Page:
When it’s done, it will be very dark in color and slightly thickened. Add in your beans and a slurry of masa flour and water (I used beef stock instead). It will continue to thicken as it sits.

Now, this particular recipe is a little spicy so feel free to use fewer chiles and less cayenne if you aren’t a huge fan of heat. The Boy found this a little spicy for his tastes so added more sour cream. Chef J added extra hot sauce. I thought it was just right but definitely had a zing to it.

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Set up your serving station and load it up! Did I mention how much I love my neighborhood? We gave candy to the kiddos and dinner to the parents. Another mom brought these Jello shooters door to door as she couldn’t be home to hand them out to our adult trick or treaters.

Frito Pie (serves 10-12  with some leftover chili – easily scaled back or multiplied for as many as you like)

  • 2 lbs ground beef 
  • 1 large onion, diced
  • 1 or 2 jalapeno peppers, stemmed, seeded and diced
  • 4-6 cloves garlic, minced
  • 1 or 2 chipotles in adobo, chopped, (be careful, these are pretty spicy!)
  • 1 T dried oregano
  • 3 T chili powder (I used 1 ancho and 2 regular)
  • 2 T ground cumin
  • 1/2 t cayenne pepper
  • 2 T dark cocoa powder (optional but adds a huge depth of flavor)
  • 1 t salt
  • 1 t pepper
  • 1 8 oz can tomato sauce
  • 3 14 oz cans fire roasted diced tomatoes (if you want it a little spicier, substitute one can of diced tomatoes and chiles – like Rotel)
  • 1 can Mexican beer (we had Modelo on hand) or beef stock
  • 1/4 C masa or fine ground corn flour (plus 1/2 C water, beer or stock)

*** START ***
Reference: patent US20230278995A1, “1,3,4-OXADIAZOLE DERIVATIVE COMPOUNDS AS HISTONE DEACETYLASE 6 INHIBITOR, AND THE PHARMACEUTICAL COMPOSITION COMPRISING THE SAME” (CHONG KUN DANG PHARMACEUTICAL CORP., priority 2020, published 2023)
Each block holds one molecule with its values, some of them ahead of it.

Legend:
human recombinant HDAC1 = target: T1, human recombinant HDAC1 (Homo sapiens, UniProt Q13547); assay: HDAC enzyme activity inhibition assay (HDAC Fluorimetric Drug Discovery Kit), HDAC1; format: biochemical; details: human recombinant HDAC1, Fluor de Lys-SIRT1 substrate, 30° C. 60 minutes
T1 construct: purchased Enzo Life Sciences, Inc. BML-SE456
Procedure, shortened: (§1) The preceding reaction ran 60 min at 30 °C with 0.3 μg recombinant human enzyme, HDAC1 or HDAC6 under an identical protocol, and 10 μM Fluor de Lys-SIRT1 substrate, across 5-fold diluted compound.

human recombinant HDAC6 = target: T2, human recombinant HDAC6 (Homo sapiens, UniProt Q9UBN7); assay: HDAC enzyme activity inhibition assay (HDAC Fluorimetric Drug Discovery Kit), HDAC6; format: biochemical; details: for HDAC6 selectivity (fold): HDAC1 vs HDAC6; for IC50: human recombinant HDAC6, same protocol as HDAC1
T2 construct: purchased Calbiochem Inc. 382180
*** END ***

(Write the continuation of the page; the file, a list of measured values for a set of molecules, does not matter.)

• 2 cans kidney beans, drained
  • salt and pepper to taste
  • Individual 1 or 2 oz bags of Frito corn chips (I bought a huge box on Amazon!)
  • diced red onion, diced jalapeno (pickled or fresh, whatever you prefer), shredded cheddar (although some people prefer a nacho or Velveeta sauce) and sour cream for toppings
  • Plastic forks or spoons

In a large skillet, brown ground beef, draining off excess fat. Add in diced onion, jalapeno, garlic and chipotle in adobo, if using. Saute until onions are translucent, about five minutes. Add oregano, chili powder, cumin, cayenne and cocoa (if using) and continue to saute until very fragrant (in a pinch you can use a packet of chili seasoning in lieu of all these spices). Transfer meat mixture to slow cooker and stir in tomato sauce, tomatoes and the beer, stirring after each addition. You want it pretty soupy and may find you need more liquid. I had a little extra beef stock in the fridge but water is totally fine.

Set slow cooker on low and cook for at least four hours (my slow cooker has a setting that allows me to tell it when I want to eat and it adjusts heat accordingly). About 30 minutes before serving, mix together corn flour and water and stir into your chili. Gently fold in drained beans to heat through. It will thicken as it heats up. Taste and season with salt as necessary.

To assemble your “pies,” open top of bag and fold down a bit. Make a little nest in the chips and ladle in a scoop of chili. Top with cheese, then onions and peppers and glop a little sour cream on top if you like. Stick a plastic spoon in the lot and unfold the bag a little. Then hunker down and walk away eating your delicious (and EVER so classy) meal in a bag.